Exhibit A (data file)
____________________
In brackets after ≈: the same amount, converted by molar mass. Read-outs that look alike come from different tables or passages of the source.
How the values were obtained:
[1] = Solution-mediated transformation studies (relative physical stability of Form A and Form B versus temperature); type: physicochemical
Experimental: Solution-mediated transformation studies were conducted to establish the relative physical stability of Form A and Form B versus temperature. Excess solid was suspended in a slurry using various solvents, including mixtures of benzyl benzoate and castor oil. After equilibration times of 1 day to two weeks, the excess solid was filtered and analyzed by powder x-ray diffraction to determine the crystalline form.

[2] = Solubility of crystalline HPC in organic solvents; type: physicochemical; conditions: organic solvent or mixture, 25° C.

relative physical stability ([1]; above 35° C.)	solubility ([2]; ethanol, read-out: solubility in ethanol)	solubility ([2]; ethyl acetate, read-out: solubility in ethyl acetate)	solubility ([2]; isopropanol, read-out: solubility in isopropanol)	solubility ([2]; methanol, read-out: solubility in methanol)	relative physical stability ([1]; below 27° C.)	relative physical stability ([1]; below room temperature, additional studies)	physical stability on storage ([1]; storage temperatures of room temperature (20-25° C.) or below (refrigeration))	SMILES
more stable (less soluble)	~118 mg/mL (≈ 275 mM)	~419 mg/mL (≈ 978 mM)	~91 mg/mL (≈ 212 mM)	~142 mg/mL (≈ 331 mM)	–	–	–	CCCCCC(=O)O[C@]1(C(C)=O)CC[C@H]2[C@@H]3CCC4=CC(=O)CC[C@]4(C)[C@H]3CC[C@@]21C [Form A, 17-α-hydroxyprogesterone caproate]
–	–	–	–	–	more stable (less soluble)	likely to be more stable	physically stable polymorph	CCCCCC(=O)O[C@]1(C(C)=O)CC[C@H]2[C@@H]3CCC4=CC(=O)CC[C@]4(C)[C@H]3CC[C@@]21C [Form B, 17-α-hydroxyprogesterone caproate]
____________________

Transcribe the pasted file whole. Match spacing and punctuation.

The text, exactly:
In brackets after ≈: the same amount, converted by molar mass. Read-outs that look alike come from different tables or passages of the source.
How the values were obtained:
[1] = Solution-mediated transformation studies (relative physical stability of Form A and Form B versus temperature); type: physicochemical
Experimental: Solution-mediated transformation studies were conducted to establish the relative physical stability of Form A and Form B versus temperature. Excess solid was suspended in a slurry using various solvents, including mixtures of benzyl benzoate and castor oil. After equilibration times of 1 day to two weeks, the excess solid was filtered and analyzed by powder x-ray diffraction to determine the crystalline form.

[2] = Solubility of crystalline HPC in organic solvents; type: physicochemical; conditions: organic solvent or mixture, 25° C.

relative physical stability ([1]; above 35° C.)	solubility ([2]; ethanol, read-out: solubility in ethanol)	solubility ([2]; ethyl acetate, read-out: solubility in ethyl acetate)	solubility ([2]; isopropanol, read-out: solubility in isopropanol)	solubility ([2]; methanol, read-out: solubility in methanol)	relative physical stability ([1]; below 27° C.)	relative physical stability ([1]; below room temperature, additional studies)	physical stability on storage ([1]; storage temperatures of room temperature (20-25° C.) or below (refrigeration))	SMILES
more stable (less soluble)	~118 mg/mL (≈ 275 mM)	~419 mg/mL (≈ 978 mM)	~91 mg/mL (≈ 212 mM)	~142 mg/mL (≈ 331 mM)	–	–	–	CCCCCC(=O)O[C@]1(C(C)=O)CC[C@H]2[C@@H]3CCC4=CC(=O)CC[C@]4(C)[C@H]3CC[C@@]21C [Form A, 17-α-hydroxyprogesterone caproate]
–	–	–	–	–	more stable (less soluble)	likely to be more stable	physically stable polymorph	CCCCCC(=O)O[C@]1(C(C)=O)CC[C@H]2[C@@H]3CCC4=CC(=O)CC[C@]4(C)[C@H]3CC[C@@]21C [Form B, 17-α-hydroxyprogesterone caproate]